Water leaks often go unnoticed by water utilities, leading to significant costs for homeowners in terms of repairs. The causes of water damage are diverse, ranging from household flooding to faulty plumbing, appliance malfunctions, leaky fixtures, and problems with irrigation systems.

Unfortunately, many homeowners fail to recognize the potential risk of water damage to their homes, which can have a profound impact on their largest financial investment.


Alarming Statistics on Residential Water Damage

Residential water damage is far more prevalent than most people realize, as approximately 14,000 individuals encounter some form of water damage in their homes or workplaces each day. To put this in perspective, it is equivalent to nearly two-thirds of a sell-out crowd at Madison Square Garden in New York City. Shockingly, almost all residential basements in the United States, a staggering 98%, will experience water damage at some point in their lifetimes, resulting in losses claimed by 37% of homeowners. 

The Concern for Water Utilities Managers

Water utilities managers should be concerned about the increasing number of residential customers calling for help due to high bills, often caused by water leaks that are the responsibility of the homeowner, not the utility. Inappropriate and costly customer service calls can be reduced with programs aimed at educating end-use customers and providing them with information to address their water-related problems.

Water leaks causing damage may be more insidious than initially obvious. Even small cracks in water lines can leak substantial amounts of water daily. The aggregate volume of residential water leaks can add up to over 1 trillion gallons of lost water, equivalent to the annual water use of Los Angeles, Chicago, and Miami combined.

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Water damage is a common and expensive problem, with 14,000 people in the US experiencing a water damage emergency every day. The insurance industry spends $2.5 billion annually on water damage. Read More on Water Damage Defense's Website: https://www.waterdamagedefense.com/pages/water-damage-by-the-numbers 


Home Water Damage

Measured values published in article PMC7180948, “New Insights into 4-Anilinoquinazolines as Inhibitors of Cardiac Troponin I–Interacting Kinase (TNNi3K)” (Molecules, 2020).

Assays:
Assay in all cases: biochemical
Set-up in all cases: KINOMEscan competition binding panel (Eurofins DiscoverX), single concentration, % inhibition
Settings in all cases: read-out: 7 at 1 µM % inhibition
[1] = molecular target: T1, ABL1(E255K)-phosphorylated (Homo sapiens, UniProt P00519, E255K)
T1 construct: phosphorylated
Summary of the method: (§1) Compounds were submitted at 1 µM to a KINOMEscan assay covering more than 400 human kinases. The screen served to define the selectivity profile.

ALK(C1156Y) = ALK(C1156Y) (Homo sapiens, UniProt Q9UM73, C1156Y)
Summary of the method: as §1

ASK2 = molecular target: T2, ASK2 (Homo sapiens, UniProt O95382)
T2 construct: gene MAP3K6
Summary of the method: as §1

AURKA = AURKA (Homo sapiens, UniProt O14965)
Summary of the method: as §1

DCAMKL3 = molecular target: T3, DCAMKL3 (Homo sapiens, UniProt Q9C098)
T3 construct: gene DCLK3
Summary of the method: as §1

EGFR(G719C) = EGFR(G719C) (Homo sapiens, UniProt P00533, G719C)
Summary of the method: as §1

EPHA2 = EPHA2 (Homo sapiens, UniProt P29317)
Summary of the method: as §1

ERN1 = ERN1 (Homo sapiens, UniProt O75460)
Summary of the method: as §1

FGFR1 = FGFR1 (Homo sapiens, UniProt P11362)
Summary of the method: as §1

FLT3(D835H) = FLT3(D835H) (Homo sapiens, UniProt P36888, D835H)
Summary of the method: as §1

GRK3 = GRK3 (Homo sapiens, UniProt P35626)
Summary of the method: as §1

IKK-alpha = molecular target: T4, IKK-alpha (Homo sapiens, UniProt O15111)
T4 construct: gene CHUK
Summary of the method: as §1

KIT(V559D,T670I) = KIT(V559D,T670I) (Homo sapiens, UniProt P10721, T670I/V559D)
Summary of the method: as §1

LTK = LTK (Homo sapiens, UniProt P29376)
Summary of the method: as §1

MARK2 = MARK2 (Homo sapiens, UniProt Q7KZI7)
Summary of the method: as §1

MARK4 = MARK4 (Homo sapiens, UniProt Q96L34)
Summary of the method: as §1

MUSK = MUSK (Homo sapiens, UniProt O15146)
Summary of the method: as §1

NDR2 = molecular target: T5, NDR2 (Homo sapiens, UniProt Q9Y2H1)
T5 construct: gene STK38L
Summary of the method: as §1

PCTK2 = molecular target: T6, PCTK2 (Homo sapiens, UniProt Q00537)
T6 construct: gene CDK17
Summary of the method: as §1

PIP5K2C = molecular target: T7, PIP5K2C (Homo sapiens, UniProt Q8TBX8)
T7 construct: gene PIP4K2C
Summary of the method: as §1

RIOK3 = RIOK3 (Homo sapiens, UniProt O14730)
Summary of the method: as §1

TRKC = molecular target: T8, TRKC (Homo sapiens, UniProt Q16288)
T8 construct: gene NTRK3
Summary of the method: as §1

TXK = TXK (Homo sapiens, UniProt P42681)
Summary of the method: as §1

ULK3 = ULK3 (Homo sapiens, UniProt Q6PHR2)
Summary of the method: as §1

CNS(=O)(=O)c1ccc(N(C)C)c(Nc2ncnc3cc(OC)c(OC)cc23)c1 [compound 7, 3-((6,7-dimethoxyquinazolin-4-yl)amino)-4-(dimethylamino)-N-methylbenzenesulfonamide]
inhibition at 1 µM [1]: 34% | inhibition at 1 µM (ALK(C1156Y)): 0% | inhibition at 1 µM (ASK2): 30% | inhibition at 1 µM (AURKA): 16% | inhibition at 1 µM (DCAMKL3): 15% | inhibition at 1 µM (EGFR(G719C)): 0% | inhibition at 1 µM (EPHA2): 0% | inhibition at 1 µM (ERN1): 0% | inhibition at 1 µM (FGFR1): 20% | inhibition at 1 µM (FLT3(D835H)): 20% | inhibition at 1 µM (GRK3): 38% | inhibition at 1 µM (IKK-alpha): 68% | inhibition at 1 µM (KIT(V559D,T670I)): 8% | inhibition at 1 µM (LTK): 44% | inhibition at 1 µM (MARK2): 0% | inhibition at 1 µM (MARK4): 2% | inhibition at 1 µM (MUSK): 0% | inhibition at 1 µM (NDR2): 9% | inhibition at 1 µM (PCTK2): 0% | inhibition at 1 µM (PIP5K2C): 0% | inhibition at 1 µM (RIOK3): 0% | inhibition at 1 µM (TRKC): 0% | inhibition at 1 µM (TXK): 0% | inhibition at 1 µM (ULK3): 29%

When you consider the statistics, it becomes clear just how common and devastating a problem water damage can be. Water leaks alone leave incredible amounts of damage and immense waste in their wake. These individual leaks often seem tiny, but over time they can generate enormous waste and damage to a home. 

Although water damage can happen quickly and cause immense damage, there are ways to prevent a lot of it. If you live in a flood prone area, learn about steps you can take to prepare for a flood, including having flood control devices like sandbags or flood barriers on hand.

If groundwater saturation is an issue for your property, ensure that your basement is protected with a high quality sump pump and a dependable backup system, like a battery backup sump pump or a water powered sump pump. Get in the habit of monitoring and maintaining areas in your home prone to water damage; for tips on how to do this, read our eBook on water damage prevention.


The Financial Impact of Water Damage

While flooding tends to be the most expensive form of damage, other issues such as leaky fixtures, frozen pipes, and appliance leaks can range from $25,000 down to $3,500 per incident. The U.S. insurance industry attributes about $2.5 billion paid out each year for water damage-related claims, averaging nearly $7,000 per household claim.

Despite the challenges, homeowners can take steps to protect their property from costly water damage. Regularly inspecting water bills for unusually high volumetric charges, checking for leaks in toilets, verifying irrigation schedules, and maintaining appliances can significantly reduce the likelihood of undetected household leaks.

Water utilities, like those working with VertexOne, can provide useful data and engagement platforms to help homeowners identify and mitigate leaks, fostering stronger relationships and reducing costs for individuals and communities. This represents the hidden opportunities on the flip side of hidden costs.




Water leaks contribute to costs by causing damages such as flooding, faulty plumbing, and appliance failures, resulting in significant repair expenses for homeowners.

Additionally, when homeowners seek assistance from water utilities due to high bills caused by leaks, it leads to inappropriate and costly customer service calls.

These costs can be reduced through educational programs that empower homeowners to address their own water-related issues, ultimately benefiting both homeowners and water utilities.

How can utilities assist homeowners in preventing and addressing water leaks?

Utilities can play a crucial role by providing useful data, customer portals, and engagement platforms.

These platforms guide users through a step-by-step process to investigate common sources of leaks and offer instructions on resolving them.

By empowering homeowners with information and easy-to-understand guidance, utilities can strengthen relationships, reduce costs, and help prevent and address water leaks effectively.

Many homeowners fail to recognize the hidden dangers that come with water leaks. It's hard to believe, but even a tiny 1/8-inch crack in a water line can release a staggering 250 gallons of water every single day. And it's not just cracks that contribute to this problem – a leaky toilet flapper or a faucet that drips one drop per second can also lead to significant water wastage. When you consider the cumulative effect of these seemingly minor leaks, it's shocking to realize that over 1 trillion gallons of water are lost every year. This has a profound impact not only on homeowners but also on the environment.